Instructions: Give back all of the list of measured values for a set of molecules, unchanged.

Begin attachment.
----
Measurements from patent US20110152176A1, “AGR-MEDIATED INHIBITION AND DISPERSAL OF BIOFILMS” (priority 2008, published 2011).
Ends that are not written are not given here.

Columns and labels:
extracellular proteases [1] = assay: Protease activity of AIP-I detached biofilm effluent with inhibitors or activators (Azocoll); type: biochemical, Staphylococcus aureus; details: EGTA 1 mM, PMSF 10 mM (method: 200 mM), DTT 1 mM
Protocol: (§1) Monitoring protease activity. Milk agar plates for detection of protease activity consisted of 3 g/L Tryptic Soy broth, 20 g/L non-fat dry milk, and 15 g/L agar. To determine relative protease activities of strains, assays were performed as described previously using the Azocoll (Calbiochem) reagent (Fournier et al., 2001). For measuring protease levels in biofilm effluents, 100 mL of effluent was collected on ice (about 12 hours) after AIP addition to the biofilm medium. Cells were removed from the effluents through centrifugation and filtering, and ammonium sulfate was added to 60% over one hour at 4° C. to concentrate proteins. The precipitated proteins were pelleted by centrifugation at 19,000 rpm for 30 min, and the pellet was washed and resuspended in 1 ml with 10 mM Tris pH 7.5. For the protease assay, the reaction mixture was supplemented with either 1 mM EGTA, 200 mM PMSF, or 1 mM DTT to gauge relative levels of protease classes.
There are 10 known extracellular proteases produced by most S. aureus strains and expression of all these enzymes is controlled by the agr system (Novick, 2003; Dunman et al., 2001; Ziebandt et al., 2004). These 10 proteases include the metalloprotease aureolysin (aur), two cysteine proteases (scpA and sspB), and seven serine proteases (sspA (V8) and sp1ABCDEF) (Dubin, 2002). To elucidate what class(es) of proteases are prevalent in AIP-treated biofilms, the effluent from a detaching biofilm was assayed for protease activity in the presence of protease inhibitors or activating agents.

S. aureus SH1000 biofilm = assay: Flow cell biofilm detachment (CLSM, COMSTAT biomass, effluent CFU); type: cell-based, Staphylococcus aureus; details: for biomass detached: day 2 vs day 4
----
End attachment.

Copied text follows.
Measurements from patent US20110152176A1, “AGR-MEDIATED INHIBITION AND DISPERSAL OF BIOFILMS” (priority 2008, published 2011).
Ends that are not written are not given here.

Columns and labels:
extracellular proteases [1] = assay: Protease activity of AIP-I detached biofilm effluent with inhibitors or activators (Azocoll); type: biochemical, Staphylococcus aureus; details: EGTA 1 mM, PMSF 10 mM (method: 200 mM), DTT 1 mM
Protocol: (§1) Monitoring protease activity. Milk agar plates for detection of protease activity consisted of 3 g/L Tryptic Soy broth, 20 g/L non-fat dry milk, and 15 g/L agar. To determine relative protease activities of strains, assays were performed as described previously using the Azocoll (Calbiochem) reagent (Fournier et al., 2001). For measuring protease levels in biofilm effluents, 100 mL of effluent was collected on ice (about 12 hours) after AIP addition to the biofilm medium. Cells were removed from the effluents through centrifugation and filtering, and ammonium sulfate was added to 60% over one hour at 4° C. to concentrate proteins. The precipitated proteins were pelleted by centrifugation at 19,000 rpm for 30 min, and the pellet was washed and resuspended in 1 ml with 10 mM Tris pH 7.5. For the protease assay, the reaction mixture was supplemented with either 1 mM EGTA, 200 mM PMSF, or 1 mM DTT to gauge relative levels of protease classes.
There are 10 known extracellular proteases produced by most S. aureus strains and expression of all these enzymes is controlled by the agr system (Novick, 2003; Dunman et al., 2001; Ziebandt et al., 2004). These 10 proteases include the metalloprotease aureolysin (aur), two cysteine proteases (scpA and sspB), and seven serine proteases (sspA (V8) and sp1ABCDEF) (Dubin, 2002). To elucidate what class(es) of proteases are prevalent in AIP-treated biofilms, the effluent from a detaching biofilm was assayed for protease activity in the presence of protease inhibitors or activating agents.

S. aureus SH1000 biofilm = assay: Flow cell biofilm detachment (CLSM, COMSTAT biomass, effluent CFU); type: cell-based, Staphylococcus aureus; details: for biomass detached: day 2 vs day 4